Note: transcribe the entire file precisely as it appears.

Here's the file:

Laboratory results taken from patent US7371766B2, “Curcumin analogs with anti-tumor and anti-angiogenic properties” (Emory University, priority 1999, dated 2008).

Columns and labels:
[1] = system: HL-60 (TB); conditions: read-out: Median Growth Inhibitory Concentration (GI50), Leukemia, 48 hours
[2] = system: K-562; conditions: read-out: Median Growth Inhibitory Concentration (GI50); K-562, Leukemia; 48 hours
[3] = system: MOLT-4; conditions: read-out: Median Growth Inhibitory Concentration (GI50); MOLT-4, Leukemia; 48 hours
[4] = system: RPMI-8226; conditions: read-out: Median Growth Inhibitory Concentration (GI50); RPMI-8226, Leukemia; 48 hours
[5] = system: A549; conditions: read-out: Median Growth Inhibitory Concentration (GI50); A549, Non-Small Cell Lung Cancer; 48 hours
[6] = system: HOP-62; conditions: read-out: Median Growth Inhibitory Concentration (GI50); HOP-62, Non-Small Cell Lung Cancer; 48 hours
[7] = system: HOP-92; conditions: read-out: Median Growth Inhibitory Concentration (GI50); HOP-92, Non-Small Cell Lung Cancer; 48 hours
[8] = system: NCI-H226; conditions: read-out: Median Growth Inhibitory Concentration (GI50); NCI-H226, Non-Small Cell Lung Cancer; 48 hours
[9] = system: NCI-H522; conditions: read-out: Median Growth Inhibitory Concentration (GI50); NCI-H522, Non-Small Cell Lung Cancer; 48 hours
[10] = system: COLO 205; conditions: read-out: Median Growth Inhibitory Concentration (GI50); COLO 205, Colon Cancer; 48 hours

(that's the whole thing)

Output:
Laboratory results taken from patent US7371766B2, “Curcumin analogs with anti-tumor and anti-angiogenic properties” (Emory University, priority 1999, dated 2008).

Columns and labels:
[1] = system: HL-60 (TB); conditions: read-out: Median Growth Inhibitory Concentration (GI50), Leukemia, 48 hours
[2] = system: K-562; conditions: read-out: Median Growth Inhibitory Concentration (GI50); K-562, Leukemia; 48 hours
[3] = system: MOLT-4; conditions: read-out: Median Growth Inhibitory Concentration (GI50); MOLT-4, Leukemia; 48 hours
[4] = system: RPMI-8226; conditions: read-out: Median Growth Inhibitory Concentration (GI50); RPMI-8226, Leukemia; 48 hours
[5] = system: A549; conditions: read-out: Median Growth Inhibitory Concentration (GI50); A549, Non-Small Cell Lung Cancer; 48 hours
[6] = system: HOP-62; conditions: read-out: Median Growth Inhibitory Concentration (GI50); HOP-62, Non-Small Cell Lung Cancer; 48 hours
[7] = system: HOP-92; conditions: read-out: Median Growth Inhibitory Concentration (GI50); HOP-92, Non-Small Cell Lung Cancer; 48 hours
[8] = system: NCI-H226; conditions: read-out: Median Growth Inhibitory Concentration (GI50); NCI-H226, Non-Small Cell Lung Cancer; 48 hours
[9] = system: NCI-H522; conditions: read-out: Median Growth Inhibitory Concentration (GI50); NCI-H522, Non-Small Cell Lung Cancer; 48 hours
[10] = system: COLO 205; conditions: read-out: Median Growth Inhibitory Concentration (GI50); COLO 205, Colon Cancer; 48 hours